In our case, ECMO was considered an approach to improve the maternal respiratory condition and prolong pregnancy. The reported survival rates of pregnant women receiving extracorporeal life support are high. Although data reveal relatively low rates of severe complications in ECMO, complications such as major bleeding need to be considered [15, 16]. Prone positioning is known to be effective in improving oxygenation in the presence of ARDS; furthermore, it is suggested to be particularly beneficial in COVID-19 patients with moderate-to-severe disease [17]. In fact, pregnancy is not a contraindication for prone positioning when the pregnant anatomy and physiology are considered [17, 18].

Delivery should be considered in the management of refractory hypoxemic respiratory diseases [17]. In this case, fetal lung maturation was completed, while the estimated fetal weight promised adequate neonatal outcomes; thus, cesarean section was done to improve the maternal condition. A similar report of a pregnant woman with ARDS due to COVID-19 showed impressive improvement in maternal pulmonary function, with a significant increase in the P/F ratio shortly after delivery [19]. When treating our patient, we carefully assessed the maternal and fetal risks, and considered the lack of improvement in the patient’s oxygenation, in addition to considering the potential hypoxic damage to the fetus due to the ongoing maternal hypoxemia, potential complications of ECMO, and the benefits for the maternal cardiopulmonary condition as striking indications for delivery [20]. The patient’s respiratory state improved rapidly after delivery. Considering the fulminant course of COVID-19 in our patient, as well as the early gestational age, both outcomes were encouraging. Interestingly, we found that there was no vertical transmission of SARS-CoV-2, despite evidence of SARS-CoV-2-specific antibodies. The lack of transmission of IgG antibodies is most likely due to the antibodies being detected in the mother 9 days after delivery.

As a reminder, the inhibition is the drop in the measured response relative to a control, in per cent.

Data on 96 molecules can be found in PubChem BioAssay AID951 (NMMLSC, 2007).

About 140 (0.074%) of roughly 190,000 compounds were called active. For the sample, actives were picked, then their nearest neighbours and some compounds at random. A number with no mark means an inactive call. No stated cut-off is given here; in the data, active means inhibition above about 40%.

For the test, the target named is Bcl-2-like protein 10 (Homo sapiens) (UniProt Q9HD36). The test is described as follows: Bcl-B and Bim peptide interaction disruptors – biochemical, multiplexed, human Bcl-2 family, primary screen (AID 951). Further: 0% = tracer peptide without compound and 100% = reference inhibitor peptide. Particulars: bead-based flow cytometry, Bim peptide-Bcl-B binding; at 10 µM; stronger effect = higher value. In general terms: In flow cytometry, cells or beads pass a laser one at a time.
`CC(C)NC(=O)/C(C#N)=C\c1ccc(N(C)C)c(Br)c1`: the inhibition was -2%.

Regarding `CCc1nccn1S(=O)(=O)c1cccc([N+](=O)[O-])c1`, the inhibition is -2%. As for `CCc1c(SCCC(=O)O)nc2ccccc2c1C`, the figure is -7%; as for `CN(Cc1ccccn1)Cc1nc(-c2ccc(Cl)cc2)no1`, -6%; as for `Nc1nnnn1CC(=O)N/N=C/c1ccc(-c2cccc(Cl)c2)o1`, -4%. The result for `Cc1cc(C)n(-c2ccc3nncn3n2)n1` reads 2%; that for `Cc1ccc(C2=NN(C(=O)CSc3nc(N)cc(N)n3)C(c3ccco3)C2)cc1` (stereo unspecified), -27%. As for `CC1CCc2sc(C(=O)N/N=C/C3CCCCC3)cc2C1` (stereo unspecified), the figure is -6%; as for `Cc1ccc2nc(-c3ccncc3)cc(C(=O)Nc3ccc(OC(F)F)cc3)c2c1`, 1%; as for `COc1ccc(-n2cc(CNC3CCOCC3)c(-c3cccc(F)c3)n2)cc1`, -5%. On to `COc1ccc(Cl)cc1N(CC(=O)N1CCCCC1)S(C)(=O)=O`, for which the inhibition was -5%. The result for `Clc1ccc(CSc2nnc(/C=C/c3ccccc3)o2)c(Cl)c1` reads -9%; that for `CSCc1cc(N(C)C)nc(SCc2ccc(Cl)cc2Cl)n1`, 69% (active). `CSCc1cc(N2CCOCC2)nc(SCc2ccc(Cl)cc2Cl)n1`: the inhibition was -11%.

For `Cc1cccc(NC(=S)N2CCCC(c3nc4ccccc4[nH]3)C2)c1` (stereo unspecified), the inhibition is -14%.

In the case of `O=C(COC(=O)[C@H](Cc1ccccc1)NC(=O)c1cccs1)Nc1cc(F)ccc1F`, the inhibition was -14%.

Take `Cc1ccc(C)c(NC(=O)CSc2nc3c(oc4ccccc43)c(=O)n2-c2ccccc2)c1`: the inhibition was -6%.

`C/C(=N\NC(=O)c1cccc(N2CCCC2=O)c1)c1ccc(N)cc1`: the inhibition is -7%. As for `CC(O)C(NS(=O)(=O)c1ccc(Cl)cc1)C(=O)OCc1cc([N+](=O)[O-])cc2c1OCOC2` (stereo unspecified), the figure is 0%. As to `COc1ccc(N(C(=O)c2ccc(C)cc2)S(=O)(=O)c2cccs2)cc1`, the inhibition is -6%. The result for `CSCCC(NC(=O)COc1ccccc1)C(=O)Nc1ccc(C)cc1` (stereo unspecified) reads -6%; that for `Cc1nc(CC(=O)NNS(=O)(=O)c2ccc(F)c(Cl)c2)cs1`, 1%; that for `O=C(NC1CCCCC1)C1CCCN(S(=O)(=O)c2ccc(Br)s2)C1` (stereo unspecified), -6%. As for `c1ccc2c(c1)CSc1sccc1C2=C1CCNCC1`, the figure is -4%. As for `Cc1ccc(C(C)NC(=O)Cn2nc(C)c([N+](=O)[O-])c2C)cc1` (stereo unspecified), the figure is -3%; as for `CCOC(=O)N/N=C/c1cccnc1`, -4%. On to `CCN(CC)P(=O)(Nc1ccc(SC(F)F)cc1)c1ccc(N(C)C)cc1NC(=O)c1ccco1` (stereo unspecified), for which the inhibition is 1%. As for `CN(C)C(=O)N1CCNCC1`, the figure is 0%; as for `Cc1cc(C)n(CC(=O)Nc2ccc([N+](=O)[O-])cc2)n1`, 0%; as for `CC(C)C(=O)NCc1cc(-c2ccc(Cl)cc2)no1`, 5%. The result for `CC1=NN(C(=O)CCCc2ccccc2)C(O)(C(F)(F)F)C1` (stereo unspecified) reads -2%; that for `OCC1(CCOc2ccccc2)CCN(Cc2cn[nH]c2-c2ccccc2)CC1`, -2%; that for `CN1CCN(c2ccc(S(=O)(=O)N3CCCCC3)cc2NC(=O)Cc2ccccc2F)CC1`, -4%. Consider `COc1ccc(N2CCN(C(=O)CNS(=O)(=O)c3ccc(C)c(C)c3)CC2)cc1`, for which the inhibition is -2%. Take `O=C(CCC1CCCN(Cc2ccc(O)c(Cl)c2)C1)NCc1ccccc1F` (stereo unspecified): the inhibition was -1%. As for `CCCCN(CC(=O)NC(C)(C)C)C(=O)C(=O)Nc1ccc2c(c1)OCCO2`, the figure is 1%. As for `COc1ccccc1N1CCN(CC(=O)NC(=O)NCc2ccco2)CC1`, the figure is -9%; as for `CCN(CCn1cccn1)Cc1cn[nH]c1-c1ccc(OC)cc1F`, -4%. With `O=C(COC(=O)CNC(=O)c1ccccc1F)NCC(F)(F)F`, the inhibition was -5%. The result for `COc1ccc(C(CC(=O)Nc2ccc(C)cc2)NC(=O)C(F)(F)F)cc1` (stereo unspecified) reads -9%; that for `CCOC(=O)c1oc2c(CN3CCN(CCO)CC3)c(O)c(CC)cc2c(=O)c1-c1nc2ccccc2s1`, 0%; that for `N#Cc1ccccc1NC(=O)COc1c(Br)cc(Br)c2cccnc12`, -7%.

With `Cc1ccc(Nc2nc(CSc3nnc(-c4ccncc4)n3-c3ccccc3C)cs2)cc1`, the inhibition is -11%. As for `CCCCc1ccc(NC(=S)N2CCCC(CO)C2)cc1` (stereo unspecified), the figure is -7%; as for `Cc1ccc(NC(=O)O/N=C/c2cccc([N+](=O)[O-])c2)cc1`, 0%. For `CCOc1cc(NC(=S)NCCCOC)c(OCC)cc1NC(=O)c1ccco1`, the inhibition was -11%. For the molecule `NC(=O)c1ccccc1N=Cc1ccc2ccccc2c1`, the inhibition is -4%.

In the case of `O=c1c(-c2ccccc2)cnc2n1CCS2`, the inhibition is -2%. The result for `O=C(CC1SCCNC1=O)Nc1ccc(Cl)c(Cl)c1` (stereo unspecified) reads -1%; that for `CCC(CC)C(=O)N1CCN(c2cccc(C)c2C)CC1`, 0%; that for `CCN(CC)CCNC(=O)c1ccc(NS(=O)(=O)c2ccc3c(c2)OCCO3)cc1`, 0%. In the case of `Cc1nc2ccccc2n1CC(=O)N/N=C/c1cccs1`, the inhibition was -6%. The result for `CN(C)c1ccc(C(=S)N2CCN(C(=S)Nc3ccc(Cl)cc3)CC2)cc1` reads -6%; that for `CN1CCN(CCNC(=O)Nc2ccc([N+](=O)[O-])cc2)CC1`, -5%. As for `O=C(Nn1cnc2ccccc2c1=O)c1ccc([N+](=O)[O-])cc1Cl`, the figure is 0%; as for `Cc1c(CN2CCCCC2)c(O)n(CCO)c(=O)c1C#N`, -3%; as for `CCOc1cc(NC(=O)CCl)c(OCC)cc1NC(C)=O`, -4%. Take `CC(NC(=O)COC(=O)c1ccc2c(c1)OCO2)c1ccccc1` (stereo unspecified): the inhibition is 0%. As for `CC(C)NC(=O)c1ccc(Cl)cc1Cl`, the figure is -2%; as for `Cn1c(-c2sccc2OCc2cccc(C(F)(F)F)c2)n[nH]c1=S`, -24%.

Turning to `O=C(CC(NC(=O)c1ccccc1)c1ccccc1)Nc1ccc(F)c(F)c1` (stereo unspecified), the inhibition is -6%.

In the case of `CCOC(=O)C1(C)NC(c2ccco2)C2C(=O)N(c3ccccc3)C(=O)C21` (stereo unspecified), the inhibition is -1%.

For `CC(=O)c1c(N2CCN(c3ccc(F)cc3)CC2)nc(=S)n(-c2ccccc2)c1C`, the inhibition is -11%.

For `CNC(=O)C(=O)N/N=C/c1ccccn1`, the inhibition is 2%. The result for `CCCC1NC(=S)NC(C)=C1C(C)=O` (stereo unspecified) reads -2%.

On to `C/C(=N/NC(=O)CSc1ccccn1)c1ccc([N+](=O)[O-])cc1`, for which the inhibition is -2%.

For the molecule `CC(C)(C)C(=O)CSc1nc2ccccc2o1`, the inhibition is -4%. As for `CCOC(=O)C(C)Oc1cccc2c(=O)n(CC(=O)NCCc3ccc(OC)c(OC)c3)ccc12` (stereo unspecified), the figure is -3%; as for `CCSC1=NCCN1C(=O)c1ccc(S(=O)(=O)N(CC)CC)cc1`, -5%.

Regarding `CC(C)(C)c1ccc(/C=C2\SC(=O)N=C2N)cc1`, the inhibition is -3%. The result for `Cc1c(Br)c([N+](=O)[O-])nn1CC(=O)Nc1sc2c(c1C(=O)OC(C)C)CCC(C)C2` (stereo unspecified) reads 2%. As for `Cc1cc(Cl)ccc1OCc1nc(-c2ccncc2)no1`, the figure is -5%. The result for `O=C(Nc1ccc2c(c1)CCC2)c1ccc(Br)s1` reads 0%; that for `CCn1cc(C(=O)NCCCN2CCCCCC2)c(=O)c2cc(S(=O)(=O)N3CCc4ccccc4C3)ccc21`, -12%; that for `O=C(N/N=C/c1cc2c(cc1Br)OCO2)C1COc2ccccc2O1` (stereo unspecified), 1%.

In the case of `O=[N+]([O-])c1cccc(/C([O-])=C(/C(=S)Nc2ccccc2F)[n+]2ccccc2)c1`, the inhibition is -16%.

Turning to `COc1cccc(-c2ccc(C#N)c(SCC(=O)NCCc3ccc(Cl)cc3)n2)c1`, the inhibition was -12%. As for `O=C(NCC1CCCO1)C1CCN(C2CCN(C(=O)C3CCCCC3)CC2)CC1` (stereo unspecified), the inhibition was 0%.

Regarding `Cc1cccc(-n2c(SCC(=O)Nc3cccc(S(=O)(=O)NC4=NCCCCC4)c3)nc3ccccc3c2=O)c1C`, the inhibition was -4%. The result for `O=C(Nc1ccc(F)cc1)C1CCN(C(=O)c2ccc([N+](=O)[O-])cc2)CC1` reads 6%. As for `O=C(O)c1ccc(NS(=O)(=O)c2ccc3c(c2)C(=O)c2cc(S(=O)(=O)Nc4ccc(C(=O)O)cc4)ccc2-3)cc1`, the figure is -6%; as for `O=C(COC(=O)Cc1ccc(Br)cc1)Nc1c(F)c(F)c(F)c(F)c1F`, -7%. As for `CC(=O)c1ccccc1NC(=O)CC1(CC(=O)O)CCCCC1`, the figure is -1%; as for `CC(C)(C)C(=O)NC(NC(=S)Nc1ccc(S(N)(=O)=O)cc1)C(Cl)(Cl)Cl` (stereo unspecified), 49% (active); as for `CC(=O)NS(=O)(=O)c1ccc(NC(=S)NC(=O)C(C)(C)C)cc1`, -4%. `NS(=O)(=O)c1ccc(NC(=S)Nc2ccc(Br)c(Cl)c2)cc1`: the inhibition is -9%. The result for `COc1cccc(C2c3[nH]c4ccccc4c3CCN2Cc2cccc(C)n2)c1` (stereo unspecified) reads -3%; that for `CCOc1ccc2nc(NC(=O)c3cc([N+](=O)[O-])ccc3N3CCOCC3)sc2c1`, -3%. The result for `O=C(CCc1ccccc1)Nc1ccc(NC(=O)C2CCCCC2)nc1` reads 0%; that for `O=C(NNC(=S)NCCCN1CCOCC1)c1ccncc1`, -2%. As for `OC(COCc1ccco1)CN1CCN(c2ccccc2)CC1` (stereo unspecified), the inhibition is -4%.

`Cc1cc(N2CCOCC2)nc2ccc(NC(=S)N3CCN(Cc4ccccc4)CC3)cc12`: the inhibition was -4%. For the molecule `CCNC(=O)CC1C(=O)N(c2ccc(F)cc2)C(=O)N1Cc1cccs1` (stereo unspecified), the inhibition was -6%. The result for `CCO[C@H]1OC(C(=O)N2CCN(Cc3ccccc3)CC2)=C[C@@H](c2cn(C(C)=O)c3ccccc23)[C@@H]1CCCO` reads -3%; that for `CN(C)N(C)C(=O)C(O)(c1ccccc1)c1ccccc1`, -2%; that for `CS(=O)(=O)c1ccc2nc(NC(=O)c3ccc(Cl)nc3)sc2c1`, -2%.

In conclusion, our case demonstrates that delivery should be considered in pregnant women with severe ARDS due to COVID-19 at an earlier gestational age and be provided in a tertiary setting, with an experienced multi-professional team. Since the management of ARDS is complex, it requires an individualized approach for decision-making that considers both maternal and neonatal outcomes.

Availability of data and materials

The datasets used and/or analyzed during the current study are available from the corresponding author on reasonable request.



Acute respiratory distress syndrome


Coronavirus disease


Extracorporeal membrane oxygenation




Severe acute respiratory syndrome coronavirus 2


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The authors thank Heinrich Husslein, Thomas Laml, Mohammad Ahmadi, Katarzyna Niespodziana, and Thomas Schlederer for their clinical and scientific support.



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PP, BR, LW, and AF reviewed the data; SK, EF, HK, and AB provided clinical support; PG and RV performed the immunoglobin analyses; PP and AF wrote the paper; all authors reviewed the final version of the paper.

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Correspondence to Alex Farr.

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Palmrich, P., Roessler, B., Wisgrill, L. et al. Multiprofessional perinatal care in a pregnant patient with acute respiratory distress syndrome due to COVID-19. BMC Pregnancy Childbirth 21, 587 (2021).